In China the male-female ratio has been rising at least since the 1980s, and the unmarried males, or “bare branches”, alone are not the whole problem:
In any country rootless young males spell trouble; in Asian societies, where marriage and children are the recognised routes into society, single men are almost like outlaws. Crime rates, bride trafficking, sexual violence, even female suicide rates are all rising and will rise further as the lopsided generations reach their maturity (see article).
So how can we resolve it?
In the 1990s South Korea had a sex ratio almost as skewed as China’s. Now, it is heading towards normality. It has achieved this not deliberately, but because the culture changed. Female education, anti-discrimination suits and equal-rights rulings made son preference seem old-fashioned and unnecessary. The forces of modernity first exacerbated prejudice—then overwhelmed it.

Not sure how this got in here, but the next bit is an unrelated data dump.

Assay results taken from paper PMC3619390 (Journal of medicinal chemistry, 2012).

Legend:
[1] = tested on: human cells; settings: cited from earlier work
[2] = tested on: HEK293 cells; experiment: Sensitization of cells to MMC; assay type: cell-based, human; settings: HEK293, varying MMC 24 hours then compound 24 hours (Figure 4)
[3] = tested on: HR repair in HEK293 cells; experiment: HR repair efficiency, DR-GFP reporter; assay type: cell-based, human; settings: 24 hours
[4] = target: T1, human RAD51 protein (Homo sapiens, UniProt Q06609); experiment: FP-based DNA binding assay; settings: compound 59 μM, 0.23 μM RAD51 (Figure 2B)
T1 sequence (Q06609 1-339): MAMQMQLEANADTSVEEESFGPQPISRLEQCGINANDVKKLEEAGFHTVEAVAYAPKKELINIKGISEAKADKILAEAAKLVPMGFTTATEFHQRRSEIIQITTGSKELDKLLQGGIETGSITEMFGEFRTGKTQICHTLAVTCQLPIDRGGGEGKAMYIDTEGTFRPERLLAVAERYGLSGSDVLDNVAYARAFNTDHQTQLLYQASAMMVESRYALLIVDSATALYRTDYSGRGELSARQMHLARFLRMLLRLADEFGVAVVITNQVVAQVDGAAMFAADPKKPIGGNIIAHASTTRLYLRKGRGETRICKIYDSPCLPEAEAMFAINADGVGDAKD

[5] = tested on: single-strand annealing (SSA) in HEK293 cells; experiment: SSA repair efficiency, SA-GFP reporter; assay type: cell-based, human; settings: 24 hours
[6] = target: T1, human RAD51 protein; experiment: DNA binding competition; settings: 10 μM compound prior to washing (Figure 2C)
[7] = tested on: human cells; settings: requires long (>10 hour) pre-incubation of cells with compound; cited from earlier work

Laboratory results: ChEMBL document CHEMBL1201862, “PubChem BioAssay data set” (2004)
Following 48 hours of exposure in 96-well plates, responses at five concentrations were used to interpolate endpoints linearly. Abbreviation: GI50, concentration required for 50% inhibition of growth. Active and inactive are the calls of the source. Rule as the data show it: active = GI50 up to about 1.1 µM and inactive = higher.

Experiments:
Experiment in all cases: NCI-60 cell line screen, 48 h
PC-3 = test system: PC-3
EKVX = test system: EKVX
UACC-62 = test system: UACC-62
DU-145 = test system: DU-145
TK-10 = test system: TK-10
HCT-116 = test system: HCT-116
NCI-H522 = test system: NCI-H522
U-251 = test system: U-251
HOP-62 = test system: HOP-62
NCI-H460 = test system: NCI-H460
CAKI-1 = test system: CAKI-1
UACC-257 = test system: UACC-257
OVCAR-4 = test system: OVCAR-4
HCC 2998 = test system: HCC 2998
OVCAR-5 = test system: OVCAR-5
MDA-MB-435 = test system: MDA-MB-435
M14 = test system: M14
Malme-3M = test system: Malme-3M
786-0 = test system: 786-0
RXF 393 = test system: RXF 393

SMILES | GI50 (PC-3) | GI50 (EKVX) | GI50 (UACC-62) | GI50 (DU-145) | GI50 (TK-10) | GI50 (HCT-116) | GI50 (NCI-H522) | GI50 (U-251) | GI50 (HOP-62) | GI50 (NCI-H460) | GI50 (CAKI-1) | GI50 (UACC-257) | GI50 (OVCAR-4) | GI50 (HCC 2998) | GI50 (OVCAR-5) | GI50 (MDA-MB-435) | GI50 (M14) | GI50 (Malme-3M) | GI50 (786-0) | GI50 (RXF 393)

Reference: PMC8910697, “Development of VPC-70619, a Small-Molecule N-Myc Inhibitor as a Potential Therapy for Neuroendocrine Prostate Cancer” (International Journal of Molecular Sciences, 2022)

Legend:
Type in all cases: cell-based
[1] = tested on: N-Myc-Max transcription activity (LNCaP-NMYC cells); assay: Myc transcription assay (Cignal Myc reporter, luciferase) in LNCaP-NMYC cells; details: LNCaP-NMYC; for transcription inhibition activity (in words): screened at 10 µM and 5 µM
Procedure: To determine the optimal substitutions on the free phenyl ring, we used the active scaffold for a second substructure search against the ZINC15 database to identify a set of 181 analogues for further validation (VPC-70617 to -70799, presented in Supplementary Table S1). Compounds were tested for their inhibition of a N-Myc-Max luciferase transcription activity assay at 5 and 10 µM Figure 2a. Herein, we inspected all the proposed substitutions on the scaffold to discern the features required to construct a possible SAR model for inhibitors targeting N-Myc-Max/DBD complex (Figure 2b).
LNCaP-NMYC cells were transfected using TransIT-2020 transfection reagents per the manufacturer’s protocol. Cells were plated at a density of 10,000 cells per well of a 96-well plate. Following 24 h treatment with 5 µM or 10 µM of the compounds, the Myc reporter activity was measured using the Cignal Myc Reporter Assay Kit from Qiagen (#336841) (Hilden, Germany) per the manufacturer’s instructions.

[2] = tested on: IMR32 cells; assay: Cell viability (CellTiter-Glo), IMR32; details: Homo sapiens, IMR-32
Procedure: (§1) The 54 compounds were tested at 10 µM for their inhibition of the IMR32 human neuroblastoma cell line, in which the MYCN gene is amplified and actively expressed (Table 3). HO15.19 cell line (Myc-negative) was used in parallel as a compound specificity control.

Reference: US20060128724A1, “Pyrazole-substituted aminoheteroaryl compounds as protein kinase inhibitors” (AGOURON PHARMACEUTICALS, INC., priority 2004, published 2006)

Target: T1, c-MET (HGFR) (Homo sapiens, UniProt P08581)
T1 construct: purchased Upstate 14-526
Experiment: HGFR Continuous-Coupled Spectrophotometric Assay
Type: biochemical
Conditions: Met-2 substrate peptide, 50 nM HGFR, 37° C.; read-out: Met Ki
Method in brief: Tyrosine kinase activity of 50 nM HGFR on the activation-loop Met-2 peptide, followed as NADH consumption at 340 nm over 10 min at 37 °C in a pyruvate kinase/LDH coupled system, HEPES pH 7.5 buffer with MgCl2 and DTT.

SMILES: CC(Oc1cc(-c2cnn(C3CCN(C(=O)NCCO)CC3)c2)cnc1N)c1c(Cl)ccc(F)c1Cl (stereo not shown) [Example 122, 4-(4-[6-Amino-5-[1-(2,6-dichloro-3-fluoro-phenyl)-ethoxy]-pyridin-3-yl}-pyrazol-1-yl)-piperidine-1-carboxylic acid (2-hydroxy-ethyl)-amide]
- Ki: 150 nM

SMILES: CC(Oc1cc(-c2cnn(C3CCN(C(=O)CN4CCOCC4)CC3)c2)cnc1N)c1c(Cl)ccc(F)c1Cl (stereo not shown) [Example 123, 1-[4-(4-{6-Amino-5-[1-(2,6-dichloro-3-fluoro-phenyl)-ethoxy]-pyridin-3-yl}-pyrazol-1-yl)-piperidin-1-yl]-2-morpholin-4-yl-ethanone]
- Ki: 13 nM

The author inevitably mentioned the one-child policy of China and criticized it. In respect to this matter, I choose to withhold my opinion. It may not be a perfect solution, probably not even a good one – but any other alternative may be even worse for China, with a culture so headstrong to believe that “more children, more happiness”, especially in the rural areas. Here for the full article at The Economist.